I had Beau Miles join me for the morning. Together we had breaky and then started on our little adventure. Beau is highly reliable for a chat. Someone to talk the whole day through and not just for my wellbeing. He’s done a lot of multi-day running himself and regularly makes running films. He’s had years of mastering the art of verbalising thoughts into cohesive soundbites that can be used to tell a story.

See, on day one you have a lot of energy. You’ve just been tapering for a couple days and you’ve burned a lot in overthinking but you’re doing good. But once you’ve got a couple days under your stride, you’re tired. You’ve got no energy to care about anything. By day three I was back in it, back in the selfish side of running. “I’ve just got to run”. And that’s why Beau was great. “You’re gonna get this done,” he would tell me, and that was so reassuring.

Majell and Beau stand in front of a logging coupe where 60 percent of the forest is left behind in mulch, with 30 percent to be burnt in the final stage of the clearing process. Only 10 percent will be used in timber products. Photo Cam Suttie

We tracked on, following the Yarra River for the rest of the morning. It was just like running with a mate – except I was way more tired than he was, perky bastard. We passed the Ada Tree, creeks, leeches. “Holy moly, look at that tree!” You could hear Beau’s enthusiasm and my half-hearted replies. We ran single track through proper old growth; growth that hadn’t been burnt in the recent Victorian fires. The old, hollowed trees are almost spiritual, even for the naturalist atheist. We ran past a logging coupe: national park on one side of the path, logged moonscape on the other. It was a strange feeling running between two potential futures.

We passed older logging coupes. The resilient ferns peak up through the burnt logs and debris. But the mountain ash, the tree that helps to not only capture and filter our water but houses endangered marsupials, takes over a hundred years to grow to a point where they become hospitable to fauna.

Beau and I parted ways and I remembered it’s always worth inviting a friend along.

The day ended in a campsite just outside of a town called Noojee. There’s a lot of logging around Noojee, a lot of plantations. As you drive in, the town sign is a tree cut in half with “Noojee” carved into it. I got to have a bath in the river that night – god that felt good. Not only did I get to wash off all the salt crystals that had built up over the day, and this grime that’s like a layer over your skin, but the whole process of just splashing yourself with water makes it feel like a whole new day is about to begin.

A full-body bath in the middle of an ultramarathon in some of the country’s cleanest water – it’s a different kind of heaven. Photo Bryan Hynes.

Day 4, The Last Day: Wurundjeri/Gunaikurnai Country (67km)
Fuel: peanut butter and Vegemite sandwiches, Clif bars. Water, mushroom tea and hydrolytes.

We had an early start this day, much earlier than all the others. It was a big day. There were a lot of unknowns. There was a section of forest where we really didn’t know where the trail was. We didn’t know how long it would take to get through.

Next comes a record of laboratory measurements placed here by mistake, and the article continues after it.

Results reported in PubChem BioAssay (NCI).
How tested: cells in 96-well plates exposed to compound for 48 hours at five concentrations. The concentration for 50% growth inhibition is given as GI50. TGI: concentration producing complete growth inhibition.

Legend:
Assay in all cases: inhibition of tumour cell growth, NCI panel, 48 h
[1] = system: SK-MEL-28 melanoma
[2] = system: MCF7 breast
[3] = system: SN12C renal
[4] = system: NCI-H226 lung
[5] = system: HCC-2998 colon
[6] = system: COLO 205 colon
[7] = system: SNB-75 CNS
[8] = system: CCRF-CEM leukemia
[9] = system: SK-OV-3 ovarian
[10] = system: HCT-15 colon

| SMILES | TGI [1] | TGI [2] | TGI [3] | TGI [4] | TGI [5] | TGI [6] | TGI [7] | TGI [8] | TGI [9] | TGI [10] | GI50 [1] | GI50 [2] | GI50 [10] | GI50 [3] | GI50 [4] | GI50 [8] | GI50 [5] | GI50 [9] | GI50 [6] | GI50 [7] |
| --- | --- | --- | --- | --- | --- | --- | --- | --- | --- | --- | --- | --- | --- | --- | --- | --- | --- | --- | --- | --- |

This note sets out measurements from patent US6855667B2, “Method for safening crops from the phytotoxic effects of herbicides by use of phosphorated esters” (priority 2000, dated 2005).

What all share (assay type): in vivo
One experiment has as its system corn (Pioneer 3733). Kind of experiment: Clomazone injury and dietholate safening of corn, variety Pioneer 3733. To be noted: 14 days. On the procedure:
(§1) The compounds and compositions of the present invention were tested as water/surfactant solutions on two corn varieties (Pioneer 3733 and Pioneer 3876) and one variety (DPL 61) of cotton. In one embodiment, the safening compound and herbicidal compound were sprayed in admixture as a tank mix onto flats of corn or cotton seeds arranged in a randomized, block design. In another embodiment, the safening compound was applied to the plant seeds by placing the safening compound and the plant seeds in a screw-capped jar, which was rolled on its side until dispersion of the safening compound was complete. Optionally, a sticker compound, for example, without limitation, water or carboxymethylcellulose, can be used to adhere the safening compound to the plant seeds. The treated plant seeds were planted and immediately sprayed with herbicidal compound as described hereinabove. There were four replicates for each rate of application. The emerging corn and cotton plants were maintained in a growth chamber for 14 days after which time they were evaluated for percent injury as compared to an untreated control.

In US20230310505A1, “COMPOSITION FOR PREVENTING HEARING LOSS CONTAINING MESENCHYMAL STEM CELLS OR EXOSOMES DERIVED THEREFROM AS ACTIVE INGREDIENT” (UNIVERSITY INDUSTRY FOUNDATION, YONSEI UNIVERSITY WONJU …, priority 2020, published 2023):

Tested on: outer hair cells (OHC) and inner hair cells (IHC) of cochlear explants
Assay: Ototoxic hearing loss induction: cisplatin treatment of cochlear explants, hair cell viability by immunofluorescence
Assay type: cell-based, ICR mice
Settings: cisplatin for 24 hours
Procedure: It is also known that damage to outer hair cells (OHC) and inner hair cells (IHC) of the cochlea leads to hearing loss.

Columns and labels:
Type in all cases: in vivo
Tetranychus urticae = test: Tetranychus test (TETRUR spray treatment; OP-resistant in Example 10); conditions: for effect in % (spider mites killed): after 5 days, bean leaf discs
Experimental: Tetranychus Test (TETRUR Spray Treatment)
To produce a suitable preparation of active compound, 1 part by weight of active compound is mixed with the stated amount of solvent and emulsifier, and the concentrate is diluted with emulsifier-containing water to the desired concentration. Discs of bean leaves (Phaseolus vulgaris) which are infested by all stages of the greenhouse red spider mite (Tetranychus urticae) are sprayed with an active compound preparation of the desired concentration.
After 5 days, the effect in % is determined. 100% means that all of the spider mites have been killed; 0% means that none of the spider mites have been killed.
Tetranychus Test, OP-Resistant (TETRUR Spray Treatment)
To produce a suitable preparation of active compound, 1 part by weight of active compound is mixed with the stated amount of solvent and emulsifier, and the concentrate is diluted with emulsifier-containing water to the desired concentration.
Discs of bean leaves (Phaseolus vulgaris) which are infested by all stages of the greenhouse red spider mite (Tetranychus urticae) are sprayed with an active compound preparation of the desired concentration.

“It always looks so much further on the map”, says Majell ahead of the unknows instore for day four. Photo Cam Suttie

We started in the dark running out of the campsite. “We” (me and Brett, the running cameraman) literally got chased out of camp by a jack russell. It was so dark we couldn’t see it till it was nipping at our heels. At that point Brett ran but I stood my ground and he ran straight into me. But that morning was incredible. As we started off there was a full moon setting as the sun was rising. A camera will never do that justice. We climbed up out of the valley that morning, and as we turned around, the valley below was filled with clouds. It’s a scene that always makes the early start worth it.

This day was the most remote day. The further east you go, the further away you are from people and townships. Simone joined me and that was definitely the highlight. We passed through the Baw Baw Plateau and ran through these glistening snow gums – one of my favourite trees. Then we came across this buln buln/superb lyrebird who was pumping out all kinds of hectic tunes. So random!

Simone left me to run the last track of the day alone. By this point I was feeling it; I hadn’t eaten enough food, hadn’t carried enough water for the conditions of the day. I’d really cooked myself. When you’re dehydrated, everything is harder. I was so close to the end, the sun was starting to set and I realised I’m not carrying a head torch. Up a river without a paddle… but out bush without a head torch! Now, I really had to make it back before dark.

The final stretch was a run through Mushroom Rocks, these incredible giant boulder rocks at the edge of the Mount Baw Baw National Park. They were just stunning. Huge! You were just running through this maze of rocks. I saw a bunch of people camping. I told myself, “I’m at the end!” I was hooting and hollering, having a great time. Everyone was waiting there. I was full of emotions, tears in my eyes. It was hard to believe such a great little mission was going to be over. And then... they weren't there.

First Nations People speak about the life of the rocks – that the rocks hold spirits, have children, they are present. It’s more than just a maze. Photo Cam Suttie

"Huh?” I realised they must be at the end of the trailhead. I kept running. I saw a sign. It was still another kilometre-and-a-half – “ahhhhh.” Honestly, it was just funny. I had this emotional moment 15 minutes before the end. I arrived at the real end thinking, “Well, I'm glad I dealt with my emotions by myself, cause now everyone's waiting and I don't have to get all emotional about it.” Nailed it, despite the reality that an emotional ending is probably what everyone was hoping for to end the film.

The sunlight of the day was fading and I arrived without needing the head torch, just. I was there with my sister, the crew, the camera and the forest. Run complete. It felt good. What a Great Forest.

Help create the Great Forest National park. Find out more here.

Find more about Footprints run camp in the Victorian Central Highlands here.

“A moment of many emotions and little energy to show them. Sometimes all you can do is squat,” Majell says in reflection of the moment he completed his traverse across the proposed Great Forest National Park. Photo Cam Suttie

Opening image: Runner Majell Backhausen runs through some of the oldest ferns in the world. Photo Jarrah Lynch